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Weekly Gardening Tips for Your Area


Planning Your New Shade Garden

Michael Nolan
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In many landscapes across the country, shaded areas are often neglected, largely because people just don’t know what to plant in areas that get minimal sun. Shade gardens can indeed be lush and beautiful, full of texture and color.

In nature, shady areas such as those on the forest floor have soils that are rich in leaf litter and other organic matter. Enriching the soil in your shade garden with shredded leaves and compost before you plant will help to ensure that your shade-loving plants receive all the nutrition they need to thrive.

What kind of shade do I have?

Before you get too far into planning your shade garden, be sure what type of shade you are dealing with. Areas with dappled or partial shade will be amenable to a different range of plants than will full shade areas and it helps to be armed with this information before you search for plants.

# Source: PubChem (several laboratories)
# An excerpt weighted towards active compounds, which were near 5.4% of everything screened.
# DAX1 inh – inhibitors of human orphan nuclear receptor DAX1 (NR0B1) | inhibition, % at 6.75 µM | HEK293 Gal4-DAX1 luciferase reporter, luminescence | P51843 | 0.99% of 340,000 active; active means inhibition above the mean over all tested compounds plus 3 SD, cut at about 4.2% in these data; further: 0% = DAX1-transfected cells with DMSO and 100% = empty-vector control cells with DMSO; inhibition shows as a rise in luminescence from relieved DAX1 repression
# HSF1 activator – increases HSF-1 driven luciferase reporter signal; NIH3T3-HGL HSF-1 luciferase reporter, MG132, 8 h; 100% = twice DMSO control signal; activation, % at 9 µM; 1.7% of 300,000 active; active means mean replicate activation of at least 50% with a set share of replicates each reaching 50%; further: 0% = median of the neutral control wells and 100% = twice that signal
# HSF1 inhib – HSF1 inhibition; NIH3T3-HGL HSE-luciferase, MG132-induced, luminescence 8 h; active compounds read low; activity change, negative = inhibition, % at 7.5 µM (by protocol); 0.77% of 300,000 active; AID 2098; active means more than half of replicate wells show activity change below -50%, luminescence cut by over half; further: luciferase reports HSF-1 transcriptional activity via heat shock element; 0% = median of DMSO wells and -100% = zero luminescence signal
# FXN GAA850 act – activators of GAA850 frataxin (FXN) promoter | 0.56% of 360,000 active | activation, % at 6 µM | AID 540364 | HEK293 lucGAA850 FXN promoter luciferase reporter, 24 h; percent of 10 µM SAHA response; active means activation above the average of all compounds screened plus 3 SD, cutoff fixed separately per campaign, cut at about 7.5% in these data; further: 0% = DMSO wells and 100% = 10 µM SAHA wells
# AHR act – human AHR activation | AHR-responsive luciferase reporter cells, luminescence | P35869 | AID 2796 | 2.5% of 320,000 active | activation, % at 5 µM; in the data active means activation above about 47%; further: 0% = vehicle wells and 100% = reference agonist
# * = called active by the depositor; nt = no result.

Full Shade means that the area gets less than three hours of sunlight per day. Filtered or indirect sunlight does not count. Some plants that will work well in a full shade environment include:

  • astilbe
  • coleus
  • ferns
  • heuchera
  • hosta
  • impatiens

Partial Shade means that the area receives between three and six hours of sunlight per day. Some examples of plants that you might find in a partial shade garden include:

  • bleeding heart
  • boxwood
  • clematis
  • coneflower
  • dianthus
  • hydrangea


Design Tips

When considering plants, don’t overlook white flowers. Just as white walls do for indoor spaces, white flowers reflect light, instantly brightening the shade garden. Impatiens and hydrangeas are great choices for introducing white flowers.


You should also bear in mind that some of the most popular shade plants are also prolific growers. Hostas, coleus, and ferns all have the tendency to grow in quite thick, so it is important to follow the planting instructions that come with them to leave enough space for them to grow.

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